2021 ELECTIONS in Mexico


L.C.C. Maye Verduzco Chaires for JoinUs without Borders, reprinted with permission

In the midst of an unprecedented political scenario with campaigns immersed in the pandemic of the century, it is important to learn about the parties, their origins, and the effect of their participation in the 2021 electoral process, deemed to be the largest in Mexico’s democratic history.

On June 6th, 21,368 positions will be up for dispute. This includes complete renewal of 500 seats in the House of Representatives,15 governorships, 30 local congresses, and leaders of 1,900 municipalities.  *NOTE:  June 6th is DRY LAW across the country, which in many parts of Mexico has been extended to include June 5th.

The 2020-2021 electoral process represents challenges of great magnitude for the democratic history of our country. This will not only be the largest number of positions ever elected, but we also face unprecedented problems in the context of the COVID-19 pandemic, and with it, the need to maintain sanitary measures on election day in states across the country.


There will be both federal and local elections in Mexico’s 32 states this year, where various popularly elected positions will be renewed, among which 15 federal governorships and federal representatives stand out.

States with governorships, local councils and municipal leadership up for election include: Baja California, Baja California Sur, Campeche, Chihuahua, Colima, Guerrero, Michoacán, Nayarit, Nuevo León, Querétaro, San Luis Potosí, Sinaloa, Sonora, Tlaxcala and Zacatecas.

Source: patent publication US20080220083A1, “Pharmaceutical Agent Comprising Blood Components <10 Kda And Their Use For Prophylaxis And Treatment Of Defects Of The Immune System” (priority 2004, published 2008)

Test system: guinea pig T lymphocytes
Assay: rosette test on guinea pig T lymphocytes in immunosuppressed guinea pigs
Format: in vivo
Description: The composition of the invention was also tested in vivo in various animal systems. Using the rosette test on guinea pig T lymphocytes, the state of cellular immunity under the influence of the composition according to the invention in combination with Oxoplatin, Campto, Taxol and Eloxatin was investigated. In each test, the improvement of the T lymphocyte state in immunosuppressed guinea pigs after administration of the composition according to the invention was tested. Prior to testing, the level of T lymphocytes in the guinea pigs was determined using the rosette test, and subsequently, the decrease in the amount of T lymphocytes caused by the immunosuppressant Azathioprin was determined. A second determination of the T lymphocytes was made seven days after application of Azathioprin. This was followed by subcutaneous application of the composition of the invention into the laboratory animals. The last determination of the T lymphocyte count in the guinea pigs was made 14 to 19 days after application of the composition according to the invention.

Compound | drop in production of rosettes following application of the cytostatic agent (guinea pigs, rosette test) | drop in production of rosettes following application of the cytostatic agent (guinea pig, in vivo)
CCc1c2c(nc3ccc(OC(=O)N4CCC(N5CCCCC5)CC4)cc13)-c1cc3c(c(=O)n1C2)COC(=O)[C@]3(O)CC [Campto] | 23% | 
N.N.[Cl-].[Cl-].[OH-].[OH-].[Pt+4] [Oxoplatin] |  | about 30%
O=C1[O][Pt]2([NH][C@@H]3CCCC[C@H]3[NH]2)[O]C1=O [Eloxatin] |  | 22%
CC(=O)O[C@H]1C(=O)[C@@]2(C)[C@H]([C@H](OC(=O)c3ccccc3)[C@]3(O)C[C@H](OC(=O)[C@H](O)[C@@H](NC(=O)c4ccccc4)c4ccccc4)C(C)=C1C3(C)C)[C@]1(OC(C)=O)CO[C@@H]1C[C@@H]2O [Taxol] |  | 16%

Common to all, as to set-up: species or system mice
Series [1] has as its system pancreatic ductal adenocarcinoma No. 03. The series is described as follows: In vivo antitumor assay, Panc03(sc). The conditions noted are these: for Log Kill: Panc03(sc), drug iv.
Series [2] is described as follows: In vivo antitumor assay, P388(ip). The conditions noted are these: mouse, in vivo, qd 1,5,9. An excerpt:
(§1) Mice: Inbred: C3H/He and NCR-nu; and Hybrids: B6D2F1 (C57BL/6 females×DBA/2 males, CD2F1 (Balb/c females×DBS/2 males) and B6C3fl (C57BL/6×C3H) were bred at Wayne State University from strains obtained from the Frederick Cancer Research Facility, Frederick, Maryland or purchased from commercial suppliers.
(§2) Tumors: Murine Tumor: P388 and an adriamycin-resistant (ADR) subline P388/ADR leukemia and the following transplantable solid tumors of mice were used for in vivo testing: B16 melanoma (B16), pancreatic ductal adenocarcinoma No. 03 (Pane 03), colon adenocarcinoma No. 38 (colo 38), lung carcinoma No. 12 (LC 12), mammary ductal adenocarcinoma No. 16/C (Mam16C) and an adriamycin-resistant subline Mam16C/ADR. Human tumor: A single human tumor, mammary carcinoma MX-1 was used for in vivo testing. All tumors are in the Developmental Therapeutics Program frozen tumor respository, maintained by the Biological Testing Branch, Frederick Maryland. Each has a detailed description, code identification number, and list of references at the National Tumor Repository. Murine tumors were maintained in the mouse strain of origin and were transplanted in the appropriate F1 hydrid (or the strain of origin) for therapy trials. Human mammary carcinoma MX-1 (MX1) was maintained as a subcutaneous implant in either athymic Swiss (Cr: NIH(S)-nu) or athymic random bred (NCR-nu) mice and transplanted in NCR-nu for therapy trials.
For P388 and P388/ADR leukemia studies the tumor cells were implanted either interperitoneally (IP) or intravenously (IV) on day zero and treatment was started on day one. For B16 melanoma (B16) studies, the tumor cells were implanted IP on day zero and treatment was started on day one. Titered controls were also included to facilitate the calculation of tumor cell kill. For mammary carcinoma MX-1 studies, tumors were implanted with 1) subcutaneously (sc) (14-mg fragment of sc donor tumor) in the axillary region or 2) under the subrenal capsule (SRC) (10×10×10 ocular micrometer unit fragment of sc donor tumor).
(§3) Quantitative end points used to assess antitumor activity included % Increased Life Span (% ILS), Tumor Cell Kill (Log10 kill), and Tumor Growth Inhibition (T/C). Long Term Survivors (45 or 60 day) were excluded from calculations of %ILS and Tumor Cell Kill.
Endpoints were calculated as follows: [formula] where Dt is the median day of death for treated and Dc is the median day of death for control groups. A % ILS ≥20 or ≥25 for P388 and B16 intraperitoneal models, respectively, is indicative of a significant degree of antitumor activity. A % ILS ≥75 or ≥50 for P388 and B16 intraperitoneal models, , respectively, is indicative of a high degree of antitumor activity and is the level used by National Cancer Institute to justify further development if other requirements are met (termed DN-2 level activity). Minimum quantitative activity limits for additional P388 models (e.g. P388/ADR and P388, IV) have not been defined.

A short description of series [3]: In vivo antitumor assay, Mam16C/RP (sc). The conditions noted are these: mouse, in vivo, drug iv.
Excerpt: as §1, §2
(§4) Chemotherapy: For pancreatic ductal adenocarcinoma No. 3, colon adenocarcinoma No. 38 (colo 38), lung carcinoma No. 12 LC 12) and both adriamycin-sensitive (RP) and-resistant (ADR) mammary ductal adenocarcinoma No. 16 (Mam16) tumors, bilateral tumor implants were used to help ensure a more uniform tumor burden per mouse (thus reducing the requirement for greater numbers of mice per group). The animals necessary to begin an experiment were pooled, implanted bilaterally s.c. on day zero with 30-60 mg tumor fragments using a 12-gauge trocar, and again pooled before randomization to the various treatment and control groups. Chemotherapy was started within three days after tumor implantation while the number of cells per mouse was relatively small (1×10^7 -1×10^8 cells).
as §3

On the other hand, states where only local congresses and mayors will be elected are: Mexico City, Chiapas, State of Mexico, Guanajuato, Jalisco, Morelos, Oaxaca, Puebla, Tabasco, Veracruz and Yucatán. The states of Coahuila, Quintana Roo, and Tamaulipas will only hold elections for municipal leadership, while in Aguascalientes, Durango, and Hidalgo, only local congress is up for election.

This year, 300 house representatives will be elected by the principle of relative majority, that is, those who will be elected with citizen votes, and 200 representatives by proportional representation derived from direct assignments by the participating political parties.  The distribution of these corresponds to the number of votes obtained at the polls per party; the more votes they register, the more representation they will have.


Currently, the Morena party has a historic number of legislators, with 338 federal representatives. Of these, 320 were part of the coalition “Juntos Haremos Historia” (Together We Will Make History), with members of the National Regeneration Movement (Morena), Labor Party (PT), Social Encounter (PES), the Green Party, (PVEM) and five independent parties. This provides them a foundation with the ability to approve the laws of what the President deems the “Fourth Transformation”.

Undoubtedly, renewal of the House of Representatives is where the turning point of this election lies. Representatives are in charge of assigning the expenditure budget for the Federation, legislation, modification and repeal of articles in the Mexican Constitution, and other substantial aspects such as appointment of officials of the National Electoral Institute (INE). This latter point is currently in vogue due to Mexican President Andrés Manuel López Obrador’s discrediting of those who today make up the INE. Given issues like these, and many others of economic and social impact, the President will seek to strengthen the representation of his party and the elite parties akin to his movement.